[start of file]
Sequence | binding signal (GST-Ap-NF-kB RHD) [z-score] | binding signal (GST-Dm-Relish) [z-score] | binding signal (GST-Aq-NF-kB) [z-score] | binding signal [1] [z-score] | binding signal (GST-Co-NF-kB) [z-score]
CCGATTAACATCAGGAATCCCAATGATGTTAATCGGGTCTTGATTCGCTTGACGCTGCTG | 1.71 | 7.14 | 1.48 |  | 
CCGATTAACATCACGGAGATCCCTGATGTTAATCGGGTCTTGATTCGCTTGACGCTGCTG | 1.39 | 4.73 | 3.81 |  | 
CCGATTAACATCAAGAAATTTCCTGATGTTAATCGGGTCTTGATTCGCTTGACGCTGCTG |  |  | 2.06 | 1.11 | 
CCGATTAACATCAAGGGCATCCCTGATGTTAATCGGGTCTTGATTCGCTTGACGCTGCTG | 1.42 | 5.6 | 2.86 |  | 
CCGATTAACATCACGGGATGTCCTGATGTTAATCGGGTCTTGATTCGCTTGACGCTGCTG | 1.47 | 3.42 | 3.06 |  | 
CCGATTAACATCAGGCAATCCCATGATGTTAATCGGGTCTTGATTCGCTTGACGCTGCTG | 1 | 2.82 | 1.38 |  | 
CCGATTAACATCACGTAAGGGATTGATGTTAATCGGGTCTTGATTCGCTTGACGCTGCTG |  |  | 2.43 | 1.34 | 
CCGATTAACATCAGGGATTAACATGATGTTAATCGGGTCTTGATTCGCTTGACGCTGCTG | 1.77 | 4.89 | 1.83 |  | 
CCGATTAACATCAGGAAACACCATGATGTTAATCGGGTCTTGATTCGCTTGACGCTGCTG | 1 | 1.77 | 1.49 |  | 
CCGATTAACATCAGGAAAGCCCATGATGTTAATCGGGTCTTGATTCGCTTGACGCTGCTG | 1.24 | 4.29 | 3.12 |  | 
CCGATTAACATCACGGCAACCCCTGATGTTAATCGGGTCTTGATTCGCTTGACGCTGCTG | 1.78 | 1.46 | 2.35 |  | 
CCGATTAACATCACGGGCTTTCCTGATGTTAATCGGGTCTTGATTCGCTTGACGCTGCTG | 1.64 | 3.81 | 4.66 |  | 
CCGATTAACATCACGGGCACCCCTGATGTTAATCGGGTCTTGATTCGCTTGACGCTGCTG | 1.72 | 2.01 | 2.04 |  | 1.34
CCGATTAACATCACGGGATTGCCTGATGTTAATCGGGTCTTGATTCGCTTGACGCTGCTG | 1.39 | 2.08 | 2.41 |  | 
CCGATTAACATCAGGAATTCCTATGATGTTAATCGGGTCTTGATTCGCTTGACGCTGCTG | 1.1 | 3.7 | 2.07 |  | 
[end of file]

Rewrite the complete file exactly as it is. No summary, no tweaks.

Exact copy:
Sequence | binding signal (GST-Ap-NF-kB RHD) [z-score] | binding signal (GST-Dm-Relish) [z-score] | binding signal (GST-Aq-NF-kB) [z-score] | binding signal [1] [z-score] | binding signal (GST-Co-NF-kB) [z-score]
CCGATTAACATCAGGAATCCCAATGATGTTAATCGGGTCTTGATTCGCTTGACGCTGCTG | 1.71 | 7.14 | 1.48 |  | 
CCGATTAACATCACGGAGATCCCTGATGTTAATCGGGTCTTGATTCGCTTGACGCTGCTG | 1.39 | 4.73 | 3.81 |  | 
CCGATTAACATCAAGAAATTTCCTGATGTTAATCGGGTCTTGATTCGCTTGACGCTGCTG |  |  | 2.06 | 1.11 | 
CCGATTAACATCAAGGGCATCCCTGATGTTAATCGGGTCTTGATTCGCTTGACGCTGCTG | 1.42 | 5.6 | 2.86 |  | 
CCGATTAACATCACGGGATGTCCTGATGTTAATCGGGTCTTGATTCGCTTGACGCTGCTG | 1.47 | 3.42 | 3.06 |  | 
CCGATTAACATCAGGCAATCCCATGATGTTAATCGGGTCTTGATTCGCTTGACGCTGCTG | 1 | 2.82 | 1.38 |  | 
CCGATTAACATCACGTAAGGGATTGATGTTAATCGGGTCTTGATTCGCTTGACGCTGCTG |  |  | 2.43 | 1.34 | 
CCGATTAACATCAGGGATTAACATGATGTTAATCGGGTCTTGATTCGCTTGACGCTGCTG | 1.77 | 4.89 | 1.83 |  | 
CCGATTAACATCAGGAAACACCATGATGTTAATCGGGTCTTGATTCGCTTGACGCTGCTG | 1 | 1.77 | 1.49 |  | 
CCGATTAACATCAGGAAAGCCCATGATGTTAATCGGGTCTTGATTCGCTTGACGCTGCTG | 1.24 | 4.29 | 3.12 |  | 
CCGATTAACATCACGGCAACCCCTGATGTTAATCGGGTCTTGATTCGCTTGACGCTGCTG | 1.78 | 1.46 | 2.35 |  | 
CCGATTAACATCACGGGCTTTCCTGATGTTAATCGGGTCTTGATTCGCTTGACGCTGCTG | 1.64 | 3.81 | 4.66 |  | 
CCGATTAACATCACGGGCACCCCTGATGTTAATCGGGTCTTGATTCGCTTGACGCTGCTG | 1.72 | 2.01 | 2.04 |  | 1.34
CCGATTAACATCACGGGATTGCCTGATGTTAATCGGGTCTTGATTCGCTTGACGCTGCTG | 1.39 | 2.08 | 2.41 |  | 
CCGATTAACATCAGGAATTCCTATGATGTTAATCGGGTCTTGATTCGCTTGACGCTGCTG | 1.1 | 3.7 | 2.07 |  | 